18 fevereiro 2013

Motherhood: My Newest Yoga Teacher

By Charlotte Singmin 

Krishna e Yashoda

Since I began my love affair with yoga over a decade ago, I’ve been fortunate to study with many wonderful teachers in different countries, cities, and studios.  Each person and experience has played a role in shaping both the teacher, and the student that I am now.  But these days, my newest and most influential teacher is motherhood. 
Now more than ever, I am finding resonance in the yamas (yogic ethics), in particular ahimsa (non-violence).  Ahimsa is easy to understand in concepts such asvegetarianism; choosing to eat a plant-based diet is kind to animals and the planet’s resources.  But becoming a mother has opened my eyes to a more subtle meaning of ahimsa; that of non-judgment. 
As a yoga teacher, I instruct my students to let go of judgment as they move more deeply into their poses, and into their practice.   So often we focus on the outcome rather than the journey, on getting the forehead to the floor or our heels to the mat in an attempt to “conquer” the pose.  Most of us have been guilty at one time or another of comparing ourselves to the yogi on the mat next to us, of trying to out-pigeon, or out-down-dog our neighbour.  Sometimes the hardest part of yoga is letting go of this competitive nature, so that we may practice with lovingkindness.
For many of us (but especially moms), the tendency towards self-judgment is strong, even off the mat.  It might begin in pregnancy as we eye other mothers on the street, sizing up their bellies, their baby weight, how tired or equally how energetic they look.  We make judgments and comparisons based on our assumptions, instead of allowing ourselves to be free of arbitrary expectations.
After baby comes, the whispers of judgment can become even stronger.  We might feel pressure to attain and maintain a certain standard of “perfection”, both in the home and at work; to raise a perfect baby, to be a “yummy” mummy, to keep a spotless house, to manage a successful career.  We are judging ourselves harshly and unnecessarily, when we regard anything less than this idea of perfection as failure. 
As a new mom I was consumed with the needs of my tiny baby; suddenly my time was no longer my own.  My beauty routine was pared down to a bare minimum--a shower and a swipe of lip-gloss if I... was lucky.  The material things that I had come to know as defining my femininity could no longer be a priority as I had another life to care for.  Still, I sometimes felt that my lack of high heels and make-up was a reflection of my ability to be a good mother--that somehow I wasn’t doing enough.  I was frustrated when I couldn’t meet my demanding, self-imposed expectations.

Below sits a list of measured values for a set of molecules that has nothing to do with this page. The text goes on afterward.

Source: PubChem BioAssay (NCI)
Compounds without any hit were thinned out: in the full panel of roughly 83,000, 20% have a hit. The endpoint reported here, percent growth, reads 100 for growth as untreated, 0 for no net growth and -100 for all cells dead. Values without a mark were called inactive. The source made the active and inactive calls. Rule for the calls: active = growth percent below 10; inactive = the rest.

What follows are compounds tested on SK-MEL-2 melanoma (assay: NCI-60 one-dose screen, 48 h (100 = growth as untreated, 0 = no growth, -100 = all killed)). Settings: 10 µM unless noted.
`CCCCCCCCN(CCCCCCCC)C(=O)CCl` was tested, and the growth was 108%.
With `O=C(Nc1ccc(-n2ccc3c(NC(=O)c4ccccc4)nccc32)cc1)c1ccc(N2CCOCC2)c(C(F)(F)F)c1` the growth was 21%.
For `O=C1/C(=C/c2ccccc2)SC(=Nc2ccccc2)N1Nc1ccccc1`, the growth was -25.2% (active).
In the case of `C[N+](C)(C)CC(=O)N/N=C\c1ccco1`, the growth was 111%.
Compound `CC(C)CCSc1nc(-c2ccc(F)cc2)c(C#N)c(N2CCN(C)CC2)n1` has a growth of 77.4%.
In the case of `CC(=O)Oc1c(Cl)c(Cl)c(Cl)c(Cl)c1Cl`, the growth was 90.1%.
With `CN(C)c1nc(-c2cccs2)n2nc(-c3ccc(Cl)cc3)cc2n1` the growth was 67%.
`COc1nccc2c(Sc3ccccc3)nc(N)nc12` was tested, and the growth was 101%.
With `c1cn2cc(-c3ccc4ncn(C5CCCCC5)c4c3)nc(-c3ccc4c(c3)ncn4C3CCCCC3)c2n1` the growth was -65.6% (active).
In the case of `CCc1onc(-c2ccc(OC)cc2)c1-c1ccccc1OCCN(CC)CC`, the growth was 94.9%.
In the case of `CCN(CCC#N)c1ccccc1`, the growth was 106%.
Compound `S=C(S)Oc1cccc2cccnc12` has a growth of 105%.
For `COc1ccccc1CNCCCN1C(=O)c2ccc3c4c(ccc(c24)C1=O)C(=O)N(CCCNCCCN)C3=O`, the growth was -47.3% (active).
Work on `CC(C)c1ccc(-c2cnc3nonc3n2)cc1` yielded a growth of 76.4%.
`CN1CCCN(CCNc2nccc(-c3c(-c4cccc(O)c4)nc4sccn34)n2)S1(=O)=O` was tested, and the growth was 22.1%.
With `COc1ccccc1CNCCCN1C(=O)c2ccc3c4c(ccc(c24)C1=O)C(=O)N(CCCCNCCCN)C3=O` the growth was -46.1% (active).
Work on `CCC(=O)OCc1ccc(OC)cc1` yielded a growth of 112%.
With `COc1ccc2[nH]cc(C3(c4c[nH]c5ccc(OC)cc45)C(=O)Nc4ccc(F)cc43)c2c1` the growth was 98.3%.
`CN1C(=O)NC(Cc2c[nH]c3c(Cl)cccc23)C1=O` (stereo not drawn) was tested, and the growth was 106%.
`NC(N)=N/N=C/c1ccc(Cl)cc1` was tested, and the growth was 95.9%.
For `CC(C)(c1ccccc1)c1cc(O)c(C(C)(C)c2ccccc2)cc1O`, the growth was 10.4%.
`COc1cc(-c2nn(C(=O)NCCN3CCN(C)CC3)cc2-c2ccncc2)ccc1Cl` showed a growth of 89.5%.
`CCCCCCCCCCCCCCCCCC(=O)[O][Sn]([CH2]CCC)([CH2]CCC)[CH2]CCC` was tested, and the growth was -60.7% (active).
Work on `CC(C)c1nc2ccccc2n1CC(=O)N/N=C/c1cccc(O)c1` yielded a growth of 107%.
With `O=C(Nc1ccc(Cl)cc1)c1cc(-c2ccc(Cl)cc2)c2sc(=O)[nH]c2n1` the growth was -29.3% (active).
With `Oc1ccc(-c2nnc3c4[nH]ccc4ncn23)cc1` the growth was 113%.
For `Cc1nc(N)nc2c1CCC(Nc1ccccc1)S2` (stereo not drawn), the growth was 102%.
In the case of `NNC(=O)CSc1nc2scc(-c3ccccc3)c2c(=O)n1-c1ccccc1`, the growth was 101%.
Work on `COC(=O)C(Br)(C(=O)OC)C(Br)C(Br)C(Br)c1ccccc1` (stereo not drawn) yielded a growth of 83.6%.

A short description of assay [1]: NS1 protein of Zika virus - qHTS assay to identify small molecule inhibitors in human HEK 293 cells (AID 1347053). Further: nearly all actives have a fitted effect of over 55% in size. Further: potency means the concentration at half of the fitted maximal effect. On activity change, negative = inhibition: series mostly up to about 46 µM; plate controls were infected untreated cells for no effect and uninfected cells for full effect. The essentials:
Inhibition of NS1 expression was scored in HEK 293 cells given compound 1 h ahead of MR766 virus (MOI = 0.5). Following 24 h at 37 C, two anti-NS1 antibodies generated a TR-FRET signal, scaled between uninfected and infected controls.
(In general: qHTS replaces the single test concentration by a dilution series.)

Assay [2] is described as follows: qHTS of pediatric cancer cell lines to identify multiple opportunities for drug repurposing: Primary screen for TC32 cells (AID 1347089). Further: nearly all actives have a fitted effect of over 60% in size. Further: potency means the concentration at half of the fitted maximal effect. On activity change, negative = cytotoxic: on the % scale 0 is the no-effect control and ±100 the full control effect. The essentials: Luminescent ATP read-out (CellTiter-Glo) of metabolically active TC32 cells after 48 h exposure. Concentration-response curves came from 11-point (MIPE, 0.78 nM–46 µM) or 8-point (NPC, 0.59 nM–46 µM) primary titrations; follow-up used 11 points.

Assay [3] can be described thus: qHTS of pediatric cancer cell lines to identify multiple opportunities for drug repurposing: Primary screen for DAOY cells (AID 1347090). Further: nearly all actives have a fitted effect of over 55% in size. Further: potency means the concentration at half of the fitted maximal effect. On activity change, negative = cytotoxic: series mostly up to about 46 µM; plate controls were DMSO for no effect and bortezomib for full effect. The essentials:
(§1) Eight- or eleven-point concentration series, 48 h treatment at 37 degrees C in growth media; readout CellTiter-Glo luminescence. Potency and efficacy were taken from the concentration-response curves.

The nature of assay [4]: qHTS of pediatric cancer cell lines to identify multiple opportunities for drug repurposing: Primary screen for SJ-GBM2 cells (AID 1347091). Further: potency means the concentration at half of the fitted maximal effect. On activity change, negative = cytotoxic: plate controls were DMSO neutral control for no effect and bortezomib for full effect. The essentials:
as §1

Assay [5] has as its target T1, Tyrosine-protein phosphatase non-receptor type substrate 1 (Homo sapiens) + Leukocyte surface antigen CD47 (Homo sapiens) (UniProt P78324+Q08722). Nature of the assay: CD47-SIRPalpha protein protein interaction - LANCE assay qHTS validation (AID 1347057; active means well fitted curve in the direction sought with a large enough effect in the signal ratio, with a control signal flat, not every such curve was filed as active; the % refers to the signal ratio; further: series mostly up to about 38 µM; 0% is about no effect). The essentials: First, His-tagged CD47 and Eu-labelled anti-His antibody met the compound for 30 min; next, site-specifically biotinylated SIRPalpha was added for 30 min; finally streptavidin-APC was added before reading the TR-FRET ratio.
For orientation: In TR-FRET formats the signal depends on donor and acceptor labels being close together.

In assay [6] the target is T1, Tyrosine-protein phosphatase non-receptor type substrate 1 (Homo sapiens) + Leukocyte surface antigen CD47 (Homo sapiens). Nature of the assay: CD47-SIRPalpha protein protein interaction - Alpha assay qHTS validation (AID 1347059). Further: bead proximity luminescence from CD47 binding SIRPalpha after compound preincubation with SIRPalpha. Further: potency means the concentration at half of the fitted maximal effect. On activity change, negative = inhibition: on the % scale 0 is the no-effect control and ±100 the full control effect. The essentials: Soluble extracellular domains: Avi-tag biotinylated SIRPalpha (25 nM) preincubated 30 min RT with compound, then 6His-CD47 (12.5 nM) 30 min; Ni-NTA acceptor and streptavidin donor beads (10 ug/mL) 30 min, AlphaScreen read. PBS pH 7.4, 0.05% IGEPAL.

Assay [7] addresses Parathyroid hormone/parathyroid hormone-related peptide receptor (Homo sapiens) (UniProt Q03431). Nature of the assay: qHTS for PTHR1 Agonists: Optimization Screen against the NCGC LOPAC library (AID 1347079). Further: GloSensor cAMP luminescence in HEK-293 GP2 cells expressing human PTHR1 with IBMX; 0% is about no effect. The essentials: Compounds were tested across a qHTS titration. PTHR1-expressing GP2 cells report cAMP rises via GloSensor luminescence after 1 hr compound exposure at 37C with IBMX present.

Six months later, I am making a conscious effort to replace frustration with kindness.  My practice continues to evolve as I takeahimsa to heart. Motherhood is teaching me to live my yoga. I do my best not to be judgmental when I have an “off” day.  I know there will be times when the house will be messy, or mornings when I am running late.  As much as possible I try to be compassionate towards myself, and accept situations that are out of my control.  Embracing ahimsameans doing myself the kindness of letting go of expectations, and being present in whatever moment arises.  Sometimes those moments are full of dirty diapers, and never ending piles of laundry, and the only practical thing to do is breathe and smile.  A deep breath and a gentle smile go a long way when we practice yoga--and as I am learning--amidst the daily chaos that is life with a new baby.
On the days when I’m outfitted in my baggiest old sweats, when I’m tired and it shows, I do my best not to criticize.  Instead, I remind myself that regardless of my superficial shortcomings, I am still a good sweet person, a kind loving mother, and that truly, it is what is on the inside that counts.  Lipstick or not, what is more definitively feminine than motherhood?  My baby does not know the difference between bargains and brand names, he doesn’t care if my headstand is perfect. All he knows is my love, which I give him with abundance.